The source broadcasts a PREQ when a resilient virtual path is requested. The source starts a timer whenever it broadcasts a PREQ. On expiry of the timer, the PREQ is re-broadcast. For each GPI, the BID is set to 0 in the PREQ first broadcast. The BID is incremented prior to each subsequent broadcast. On receipt of a PREP for the first path partner, a PREQ is broadcast for the second partner specifying a different PPID. Any PREQ received at the source is ignored. At the intermediate node, if the PREQ has an out of date PSN it is discarded and if the PREQ has an out of date BID it is discarded. If the node has seen this GPI before and rx.psn does not match p.psn, then the PREQ is treated as a PREQ-primed, otherwise it is treated as PREQ-s. Hop accounting depends on whether the PREQ is PREQ-primed or PREQ-s. In the case of PREQ-s, assessment of the cost of a route is independent of the route by which it arrives at the node and a single record of the hops is maintained. In the case of PREQ-primed, assessment of the cost of a route depends on the route by which it arrives at the node and a record of the hops is maintained per adjacent node from which the PREQ can arrive. In the case of a PREQ-primed, if it arrived from the predecessor node on the shortest path, the PREQ is ignored. In the case of PREQ-primed arriving from the successor node on the shortest path, the cost of the route to this point is calculated as rx.hops −1. Otherwise the cost of the route to this point is calculated as rx.hops +1. If the PREQ has the current BID, but does not represent an improved route (smaller number of hops) it is discarded. The node's IP address is added to the RRO object and the hops field is set to the cost to this point. In the case of RREQ-primed received from a node not on the shortest path, the RREQ is unicast to the predecessor on the shortest path. Otherwise it is broadcast.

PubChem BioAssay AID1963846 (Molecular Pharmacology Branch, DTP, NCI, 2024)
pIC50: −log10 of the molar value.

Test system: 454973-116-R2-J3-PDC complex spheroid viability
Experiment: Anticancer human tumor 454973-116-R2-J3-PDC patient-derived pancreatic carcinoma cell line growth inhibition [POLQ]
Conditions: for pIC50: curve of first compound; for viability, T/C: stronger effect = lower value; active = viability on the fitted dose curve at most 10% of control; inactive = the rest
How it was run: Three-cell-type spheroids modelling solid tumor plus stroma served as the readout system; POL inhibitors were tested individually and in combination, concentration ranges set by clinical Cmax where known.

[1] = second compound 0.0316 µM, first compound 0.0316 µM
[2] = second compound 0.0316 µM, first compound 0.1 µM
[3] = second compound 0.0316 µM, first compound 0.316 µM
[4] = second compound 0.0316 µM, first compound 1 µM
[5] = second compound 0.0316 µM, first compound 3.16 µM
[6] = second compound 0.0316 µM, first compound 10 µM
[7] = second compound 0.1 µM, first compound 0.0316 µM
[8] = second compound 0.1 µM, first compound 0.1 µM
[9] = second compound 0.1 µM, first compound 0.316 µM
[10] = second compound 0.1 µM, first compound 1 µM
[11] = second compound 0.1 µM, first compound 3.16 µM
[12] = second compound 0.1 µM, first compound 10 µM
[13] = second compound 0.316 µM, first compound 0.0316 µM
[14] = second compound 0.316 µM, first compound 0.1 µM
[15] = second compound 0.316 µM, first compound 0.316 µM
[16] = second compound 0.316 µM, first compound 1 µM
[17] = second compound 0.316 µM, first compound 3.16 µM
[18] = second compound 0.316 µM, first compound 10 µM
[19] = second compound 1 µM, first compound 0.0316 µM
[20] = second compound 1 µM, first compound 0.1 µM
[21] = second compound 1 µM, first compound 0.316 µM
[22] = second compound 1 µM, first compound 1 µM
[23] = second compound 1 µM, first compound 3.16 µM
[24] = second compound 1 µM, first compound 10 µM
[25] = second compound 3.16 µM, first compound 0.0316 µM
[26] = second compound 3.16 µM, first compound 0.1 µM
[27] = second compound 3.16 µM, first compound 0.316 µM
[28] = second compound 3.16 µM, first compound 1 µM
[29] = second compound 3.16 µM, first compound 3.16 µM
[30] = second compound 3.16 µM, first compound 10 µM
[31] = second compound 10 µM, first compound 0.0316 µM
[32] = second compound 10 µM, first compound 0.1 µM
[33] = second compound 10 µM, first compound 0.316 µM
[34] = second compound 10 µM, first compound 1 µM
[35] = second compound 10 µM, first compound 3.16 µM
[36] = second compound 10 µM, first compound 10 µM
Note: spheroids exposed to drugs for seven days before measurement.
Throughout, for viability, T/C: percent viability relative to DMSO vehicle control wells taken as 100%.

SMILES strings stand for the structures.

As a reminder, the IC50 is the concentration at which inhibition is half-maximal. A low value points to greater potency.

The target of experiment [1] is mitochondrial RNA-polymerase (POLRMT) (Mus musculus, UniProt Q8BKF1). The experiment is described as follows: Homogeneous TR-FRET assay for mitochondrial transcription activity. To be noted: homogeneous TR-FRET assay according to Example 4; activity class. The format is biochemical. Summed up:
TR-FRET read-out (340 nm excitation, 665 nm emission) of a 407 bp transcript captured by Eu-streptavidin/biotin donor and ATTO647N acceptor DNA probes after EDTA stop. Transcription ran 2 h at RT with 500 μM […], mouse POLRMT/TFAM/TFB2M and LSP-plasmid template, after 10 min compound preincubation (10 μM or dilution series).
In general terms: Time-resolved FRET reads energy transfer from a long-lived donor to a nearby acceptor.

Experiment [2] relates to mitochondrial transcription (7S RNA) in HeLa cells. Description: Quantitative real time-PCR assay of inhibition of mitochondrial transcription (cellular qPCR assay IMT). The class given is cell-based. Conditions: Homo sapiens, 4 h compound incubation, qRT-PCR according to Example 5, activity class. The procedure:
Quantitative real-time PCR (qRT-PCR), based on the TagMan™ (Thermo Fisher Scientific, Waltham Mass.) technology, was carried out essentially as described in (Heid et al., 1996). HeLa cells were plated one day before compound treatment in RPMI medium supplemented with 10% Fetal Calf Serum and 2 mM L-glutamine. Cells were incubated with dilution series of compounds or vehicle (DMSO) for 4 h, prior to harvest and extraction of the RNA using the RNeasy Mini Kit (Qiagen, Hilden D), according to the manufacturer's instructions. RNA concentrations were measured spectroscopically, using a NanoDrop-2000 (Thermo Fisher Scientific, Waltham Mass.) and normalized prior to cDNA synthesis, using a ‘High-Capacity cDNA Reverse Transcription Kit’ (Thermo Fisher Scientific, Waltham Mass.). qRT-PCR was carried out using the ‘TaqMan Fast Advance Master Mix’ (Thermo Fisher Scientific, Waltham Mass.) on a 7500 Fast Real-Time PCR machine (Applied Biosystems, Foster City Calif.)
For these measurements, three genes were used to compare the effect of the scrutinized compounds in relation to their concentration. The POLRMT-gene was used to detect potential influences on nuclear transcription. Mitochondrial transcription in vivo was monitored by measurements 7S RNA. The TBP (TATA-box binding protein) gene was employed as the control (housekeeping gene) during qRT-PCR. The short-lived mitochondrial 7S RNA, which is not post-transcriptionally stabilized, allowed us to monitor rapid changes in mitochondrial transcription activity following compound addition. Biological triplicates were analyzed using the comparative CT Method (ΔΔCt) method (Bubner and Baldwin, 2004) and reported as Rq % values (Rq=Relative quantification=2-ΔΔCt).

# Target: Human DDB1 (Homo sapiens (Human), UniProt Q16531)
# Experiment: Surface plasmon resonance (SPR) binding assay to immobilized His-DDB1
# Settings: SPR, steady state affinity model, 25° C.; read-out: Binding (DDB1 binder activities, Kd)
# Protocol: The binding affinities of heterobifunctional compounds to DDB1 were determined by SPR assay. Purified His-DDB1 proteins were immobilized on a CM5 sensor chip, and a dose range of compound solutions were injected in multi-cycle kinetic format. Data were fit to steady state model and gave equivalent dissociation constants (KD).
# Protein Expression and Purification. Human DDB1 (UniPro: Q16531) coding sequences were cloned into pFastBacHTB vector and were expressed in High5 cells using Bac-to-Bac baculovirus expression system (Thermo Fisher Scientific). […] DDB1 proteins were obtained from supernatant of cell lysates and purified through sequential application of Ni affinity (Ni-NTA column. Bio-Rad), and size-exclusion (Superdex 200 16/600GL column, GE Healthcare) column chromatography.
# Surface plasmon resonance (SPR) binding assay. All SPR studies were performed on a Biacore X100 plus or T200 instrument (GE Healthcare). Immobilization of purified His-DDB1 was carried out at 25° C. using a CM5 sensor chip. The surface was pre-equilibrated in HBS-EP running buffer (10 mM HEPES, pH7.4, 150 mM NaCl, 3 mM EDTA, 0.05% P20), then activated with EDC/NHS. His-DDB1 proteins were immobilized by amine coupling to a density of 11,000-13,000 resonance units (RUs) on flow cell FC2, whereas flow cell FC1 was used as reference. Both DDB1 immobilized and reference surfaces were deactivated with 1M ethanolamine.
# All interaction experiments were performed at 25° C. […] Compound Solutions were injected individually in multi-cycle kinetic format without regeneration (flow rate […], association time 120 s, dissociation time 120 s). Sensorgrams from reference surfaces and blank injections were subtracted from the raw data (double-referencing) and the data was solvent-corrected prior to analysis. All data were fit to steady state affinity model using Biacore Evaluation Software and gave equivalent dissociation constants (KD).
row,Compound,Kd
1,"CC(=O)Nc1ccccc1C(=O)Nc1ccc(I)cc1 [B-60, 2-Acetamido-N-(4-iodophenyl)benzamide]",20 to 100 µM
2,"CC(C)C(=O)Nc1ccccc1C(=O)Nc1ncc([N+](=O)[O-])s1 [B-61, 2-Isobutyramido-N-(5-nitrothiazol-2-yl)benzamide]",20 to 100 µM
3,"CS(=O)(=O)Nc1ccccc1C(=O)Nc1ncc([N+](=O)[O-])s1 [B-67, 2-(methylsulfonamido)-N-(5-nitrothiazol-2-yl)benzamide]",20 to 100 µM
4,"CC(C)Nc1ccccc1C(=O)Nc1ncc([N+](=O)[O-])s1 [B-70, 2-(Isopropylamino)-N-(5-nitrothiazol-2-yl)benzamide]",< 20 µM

• [0126]
    The destination is responsible for selecting the best path partner for a given GPI, PSN and BID. The destination will allocate one label for the resilient virtual path which shall be used for both partners. If the PREQ has an out of date PSN it is discarded. If the PREQ has an out of date BID it is discarded. If the PREQ has the current BID, but does not represent an improved route (smaller number of hops) it is discarded. If the PREQ was received from a node which is the predecessor of the other partner it is discarded. Otherwise, an ERO is constructed from the RRO of the PREQ and the PSN is incremented. A PREP is transmitted to the next hop in the ERO containing the destination's label, the ERO and with the PPSN set to the PSN of the other partner. At the source node, if the PREP has an out of date PSN it is discarded. The label switching state for the path partner is updated with the label provide by the neighbour sending the PREP. The successor node for the partner is set to the node from which the RREP was received. If only one partner is now setup, the PREQ for the other partner is broadcast containing the PSN provided by the destination. If both partners are now setup, both partners are activated.